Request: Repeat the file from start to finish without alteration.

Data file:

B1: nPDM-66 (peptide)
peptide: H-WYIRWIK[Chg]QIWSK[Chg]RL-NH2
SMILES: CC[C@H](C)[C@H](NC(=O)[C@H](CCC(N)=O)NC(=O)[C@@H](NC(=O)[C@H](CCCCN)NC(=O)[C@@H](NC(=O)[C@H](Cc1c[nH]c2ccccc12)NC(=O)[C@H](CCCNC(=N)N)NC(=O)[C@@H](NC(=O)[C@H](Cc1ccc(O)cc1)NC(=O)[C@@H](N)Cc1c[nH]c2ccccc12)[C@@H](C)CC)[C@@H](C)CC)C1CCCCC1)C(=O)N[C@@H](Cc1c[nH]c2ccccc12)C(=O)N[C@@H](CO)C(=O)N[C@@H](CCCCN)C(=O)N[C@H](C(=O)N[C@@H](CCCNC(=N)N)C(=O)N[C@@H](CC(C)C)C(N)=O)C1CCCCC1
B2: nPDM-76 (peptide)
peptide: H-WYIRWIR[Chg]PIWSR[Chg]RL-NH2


B1: nPDM-66 (peptide)
peptide: H-WYIRWIK[Chg]QIWSK[Chg]RL-NH2
SMILES: CC[C@H](C)[C@H](NC(=O)[C@H](CCC(N)=O)NC(=O)[C@@H](NC(=O)[C@H](CCCCN)NC(=O)[C@@H](NC(=O)[C@H](Cc1c[nH]c2ccccc12)NC(=O)[C@H](CCCNC(=N)N)NC(=O)[C@@H](NC(=O)[C@H](Cc1ccc(O)cc1)NC(=O)[C@@H](N)Cc1c[nH]c2ccccc12)[C@@H](C)CC)[C@@H](C)CC)C1CCCCC1)C(=O)N[C@@H](Cc1c[nH]c2ccccc12)C(=O)N[C@@H](CO)C(=O)N[C@@H](CCCCN)C(=O)N[C@H](C(=O)N[C@@H](CCCNC(=N)N)C(=O)N[C@@H](CC(C)C)C(N)=O)C1CCCCC1
B2: nPDM-76 (peptide)
peptide: H-WYIRWIR[Chg]PIWSR[Chg]RL-NH2